No sooner had he buttoned up a Dodgers jersey than Yu Darvish changed his release point and realized better results on the mound. I originally didn’t know what to think of the change when I noticed it in November , even suggesting that it might be indicative of fatigue and, as a consequence, a potential injury. But we’ve learned that Darvish’s adjustments were actually part of a conscious effort by the Dodgers to optimize the righty’s pitches.
“The Dodgers have encouraged Darvish to change a number of things since he joined them from Texas – his arm slot, the rhythm of his delivery and his pitch mix,” explained Bill Plunkett of the Los Angeles Daily News.
Wow. That’s somewhat crazy to me. Here was the best team in baseball, who just traded high-value prospects to land Darvish for the stretch run, immediately telling the ace to change his mechanics. Risky? Probably. But, darn, did it work out for the best.
Darvish started blowing his fastball by batters with nearly 60 percent more frequency than he had earlier in the season with the Rangers. That’s, uh, that’s a lot.
He wasn’t throwing harder with LA and he didn’t really change his fastball frequency, either. How, then, was he able to increase the swing-and-miss factor to such a degree all of a sudden?
The answer is in the release point change. Darvish let go of the fastball closer to his body as a Dodger, as illustrated by the graph below. Of note here is how the error bars are wider in August, right after he was traded. This illustrates more inconsistency in the release point, indicating that Darvish was clearly messing around with his mechanics.
So does this different release point actually correlate with increased spin? Yes, it does, as we see in the following heat map. Blue boxes are negative correlations. Pay attention to release_pos_x (horizontal release point), where release points further away from the body are associated with less spin rate. And also look at adj_rel_y (vertical release point), where the vertical release point basically has little effect on spin rate. But it’s possible Darvish can’t get that horizontal release point without altering his vertical release point.
Okay, so does Darvish’s spin rate predict whiffs? Yes.
Darvish’s fastball revolves 2,499 times per minute. For every 30 RPM increase in spin, Darvish has a 30 percent greater likelihood of making the batter swing and miss. HUGE. The odds of this being a false equivalency and that we are actually wrong about this relationship between spin and whiffs are less than 2 percent. Velocity and all relevant variables were controlled for and the prediction was still significant. In short, we can say with a great deal of confidence that if Darvish increases his fastball spin rate, he’ll generate more whiffs.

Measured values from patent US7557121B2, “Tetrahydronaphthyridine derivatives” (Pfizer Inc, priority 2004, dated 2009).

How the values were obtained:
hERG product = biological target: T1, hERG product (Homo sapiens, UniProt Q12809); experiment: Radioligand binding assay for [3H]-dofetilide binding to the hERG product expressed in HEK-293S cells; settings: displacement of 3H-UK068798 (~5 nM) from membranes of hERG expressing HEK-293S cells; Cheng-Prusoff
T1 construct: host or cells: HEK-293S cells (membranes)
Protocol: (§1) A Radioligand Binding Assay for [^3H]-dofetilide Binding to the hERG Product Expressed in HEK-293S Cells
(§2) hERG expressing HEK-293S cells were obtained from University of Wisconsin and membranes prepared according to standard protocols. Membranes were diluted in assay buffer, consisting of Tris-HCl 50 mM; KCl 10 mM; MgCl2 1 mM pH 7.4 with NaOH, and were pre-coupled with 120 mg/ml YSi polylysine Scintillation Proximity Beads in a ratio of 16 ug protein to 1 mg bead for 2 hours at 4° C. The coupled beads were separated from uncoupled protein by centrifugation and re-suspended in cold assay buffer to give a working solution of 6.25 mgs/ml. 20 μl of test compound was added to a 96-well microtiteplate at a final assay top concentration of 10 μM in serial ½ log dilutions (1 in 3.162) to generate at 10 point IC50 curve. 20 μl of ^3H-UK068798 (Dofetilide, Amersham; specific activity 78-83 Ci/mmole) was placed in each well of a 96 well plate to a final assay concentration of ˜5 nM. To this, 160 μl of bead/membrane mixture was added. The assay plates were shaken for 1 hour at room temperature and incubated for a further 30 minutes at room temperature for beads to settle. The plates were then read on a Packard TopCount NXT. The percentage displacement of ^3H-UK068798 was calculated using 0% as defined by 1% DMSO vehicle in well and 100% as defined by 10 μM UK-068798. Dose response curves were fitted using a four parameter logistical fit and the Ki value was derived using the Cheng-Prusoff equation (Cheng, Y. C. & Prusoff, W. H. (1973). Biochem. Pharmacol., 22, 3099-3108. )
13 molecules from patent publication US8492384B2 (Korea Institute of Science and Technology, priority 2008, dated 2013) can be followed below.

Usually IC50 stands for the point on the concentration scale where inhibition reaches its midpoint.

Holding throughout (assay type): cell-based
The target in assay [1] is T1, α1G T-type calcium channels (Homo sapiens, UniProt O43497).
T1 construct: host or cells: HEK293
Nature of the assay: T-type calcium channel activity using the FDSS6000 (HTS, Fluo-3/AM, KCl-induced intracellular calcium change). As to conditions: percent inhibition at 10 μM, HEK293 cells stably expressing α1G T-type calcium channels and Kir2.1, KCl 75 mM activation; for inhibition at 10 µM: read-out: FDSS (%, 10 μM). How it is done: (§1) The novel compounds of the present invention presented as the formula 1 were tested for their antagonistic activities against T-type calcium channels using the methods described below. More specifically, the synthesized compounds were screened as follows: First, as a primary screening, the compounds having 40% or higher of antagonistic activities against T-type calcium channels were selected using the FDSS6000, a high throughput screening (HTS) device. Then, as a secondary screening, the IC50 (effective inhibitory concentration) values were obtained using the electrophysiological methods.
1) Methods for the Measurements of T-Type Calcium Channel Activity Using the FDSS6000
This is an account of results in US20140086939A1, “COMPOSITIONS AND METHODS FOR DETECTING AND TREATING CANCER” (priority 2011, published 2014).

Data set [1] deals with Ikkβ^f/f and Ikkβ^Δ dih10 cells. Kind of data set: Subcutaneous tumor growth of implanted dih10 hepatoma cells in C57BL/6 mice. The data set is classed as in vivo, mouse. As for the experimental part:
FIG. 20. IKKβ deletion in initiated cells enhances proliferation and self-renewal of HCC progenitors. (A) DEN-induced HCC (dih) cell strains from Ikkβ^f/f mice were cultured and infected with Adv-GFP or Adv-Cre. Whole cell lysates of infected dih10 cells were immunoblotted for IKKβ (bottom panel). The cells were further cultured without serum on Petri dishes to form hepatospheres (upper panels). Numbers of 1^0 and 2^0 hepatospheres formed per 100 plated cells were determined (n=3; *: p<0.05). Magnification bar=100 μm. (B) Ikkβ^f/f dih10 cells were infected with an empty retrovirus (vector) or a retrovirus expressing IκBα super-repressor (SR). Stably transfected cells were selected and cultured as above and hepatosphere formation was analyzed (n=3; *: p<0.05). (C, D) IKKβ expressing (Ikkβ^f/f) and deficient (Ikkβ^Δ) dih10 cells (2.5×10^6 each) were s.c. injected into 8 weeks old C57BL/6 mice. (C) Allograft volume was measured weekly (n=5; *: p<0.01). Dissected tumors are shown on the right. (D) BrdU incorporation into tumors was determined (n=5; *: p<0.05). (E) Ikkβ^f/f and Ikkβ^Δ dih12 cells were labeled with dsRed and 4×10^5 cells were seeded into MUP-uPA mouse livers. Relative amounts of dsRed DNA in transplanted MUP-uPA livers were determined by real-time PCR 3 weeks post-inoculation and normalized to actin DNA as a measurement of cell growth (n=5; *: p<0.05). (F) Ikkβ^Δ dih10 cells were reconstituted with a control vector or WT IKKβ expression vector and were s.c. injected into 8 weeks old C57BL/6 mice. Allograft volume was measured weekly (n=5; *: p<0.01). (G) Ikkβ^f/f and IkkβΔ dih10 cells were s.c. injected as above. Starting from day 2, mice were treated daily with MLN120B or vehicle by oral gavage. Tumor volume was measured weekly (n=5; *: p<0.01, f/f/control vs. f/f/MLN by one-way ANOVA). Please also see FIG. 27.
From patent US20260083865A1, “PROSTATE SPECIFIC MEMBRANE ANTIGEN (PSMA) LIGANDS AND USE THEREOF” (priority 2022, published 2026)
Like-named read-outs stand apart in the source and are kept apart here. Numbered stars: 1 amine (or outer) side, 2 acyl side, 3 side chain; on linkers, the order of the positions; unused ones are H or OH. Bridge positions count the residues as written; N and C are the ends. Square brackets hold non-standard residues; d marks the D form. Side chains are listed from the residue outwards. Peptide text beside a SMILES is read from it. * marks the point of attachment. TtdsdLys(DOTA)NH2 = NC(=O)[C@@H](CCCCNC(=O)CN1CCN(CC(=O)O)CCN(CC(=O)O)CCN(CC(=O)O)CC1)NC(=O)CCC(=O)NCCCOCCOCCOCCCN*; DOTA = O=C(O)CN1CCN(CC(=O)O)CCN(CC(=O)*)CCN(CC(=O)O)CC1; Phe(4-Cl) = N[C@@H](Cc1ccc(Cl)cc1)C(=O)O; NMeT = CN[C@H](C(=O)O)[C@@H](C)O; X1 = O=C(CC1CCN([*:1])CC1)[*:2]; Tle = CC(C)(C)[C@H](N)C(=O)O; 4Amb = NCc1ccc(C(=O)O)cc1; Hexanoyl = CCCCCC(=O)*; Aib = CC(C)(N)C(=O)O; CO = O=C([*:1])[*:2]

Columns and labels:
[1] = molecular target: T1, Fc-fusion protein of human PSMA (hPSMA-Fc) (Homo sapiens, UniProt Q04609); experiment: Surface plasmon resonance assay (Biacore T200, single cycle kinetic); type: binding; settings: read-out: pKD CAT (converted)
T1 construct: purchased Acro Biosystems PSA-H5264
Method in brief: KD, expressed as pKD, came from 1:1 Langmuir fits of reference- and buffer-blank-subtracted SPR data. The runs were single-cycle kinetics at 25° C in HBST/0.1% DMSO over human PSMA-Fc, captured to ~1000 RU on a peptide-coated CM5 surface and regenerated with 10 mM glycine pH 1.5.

For every 100 RPM increase in spin, Darvish has a 30 percent greater likelihood of making the batter swing and miss.
What’s weird to me is that spin rate only predicts Darvish’s fastball whiff rate; it has no predictive value with his slider, curve, cutter, or change. That’s probably because Darvish’s slider is so good even if the spin isn’t consistently tight.
With the fastball, though, it’s imperative that he’s throwing it with as much spin as possible. Less spin equals fewer whiffs, period. And if his fastball isn’t playing well, we can probably imagine that his secondary stuff might not be as effective.
What does this mean for the Cubs? To be honest, I’m not entirely sure. What I am sure of is that I’m very much looking forward to monitoring Darvish’s release point once the season starts. Beyond seeing whether and how he can generate more whiffs, I’d love to allay the nagging worry that these “new” mechanics have been associated with injury in the past.
If this release point truly won’t affect Darvish’s health, however, he has a good chance of being much better in a full year with the change.
I adjusted vertical release point by subtracting Darvish’s height minus raw vertical release point, as suggested by Eno Sarris, former FanGraphs writer. I ran a logistic regression on whiffs by including release point, spin, pitch location, and velocity as predictors. I calculated odds ratio for whiffs — one RPM increased chance for a whiff by 0.3 percent (i.e., 100 RPM by 30 percentl p=0.0138). I then ran a linear regression on all variables included in the above correlation matrix. Release point and extension were significant predictors (p<0.001), but horizontal release point explained the most variance (about seven percent). Data was scraped by the baseballR package. Code available upon request.